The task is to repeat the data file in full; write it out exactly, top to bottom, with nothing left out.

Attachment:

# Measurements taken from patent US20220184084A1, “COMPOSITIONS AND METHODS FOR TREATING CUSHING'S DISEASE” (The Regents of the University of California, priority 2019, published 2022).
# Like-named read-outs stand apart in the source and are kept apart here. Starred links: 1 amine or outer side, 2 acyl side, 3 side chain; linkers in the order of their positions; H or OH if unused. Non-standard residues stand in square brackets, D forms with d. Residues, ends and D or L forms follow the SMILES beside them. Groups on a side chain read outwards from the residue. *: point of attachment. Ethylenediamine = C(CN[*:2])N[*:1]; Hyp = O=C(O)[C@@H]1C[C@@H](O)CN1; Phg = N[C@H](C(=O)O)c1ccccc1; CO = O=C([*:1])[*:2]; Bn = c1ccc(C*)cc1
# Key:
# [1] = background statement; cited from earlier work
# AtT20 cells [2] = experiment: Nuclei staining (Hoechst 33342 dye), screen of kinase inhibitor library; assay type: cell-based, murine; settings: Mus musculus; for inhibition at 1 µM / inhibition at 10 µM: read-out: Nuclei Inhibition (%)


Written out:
# Measurements taken from patent US20220184084A1, “COMPOSITIONS AND METHODS FOR TREATING CUSHING'S DISEASE” (The Regents of the University of California, priority 2019, published 2022).
# Like-named read-outs stand apart in the source and are kept apart here. Starred links: 1 amine or outer side, 2 acyl side, 3 side chain; linkers in the order of their positions; H or OH if unused. Non-standard residues stand in square brackets, D forms with d. Residues, ends and D or L forms follow the SMILES beside them. Groups on a side chain read outwards from the residue. *: point of attachment. Ethylenediamine = C(CN[*:2])N[*:1]; Hyp = O=C(O)[C@@H]1C[C@@H](O)CN1; Phg = N[C@H](C(=O)O)c1ccccc1; CO = O=C([*:1])[*:2]; Bn = c1ccc(C*)cc1
# Key:
# [1] = background statement; cited from earlier work
# AtT20 cells [2] = experiment: Nuclei staining (Hoechst 33342 dye), screen of kinase inhibitor library; assay type: cell-based, murine; settings: Mus musculus; for inhibition at 1 µM / inhibition at 10 µM: read-out: Nuclei Inhibition (%)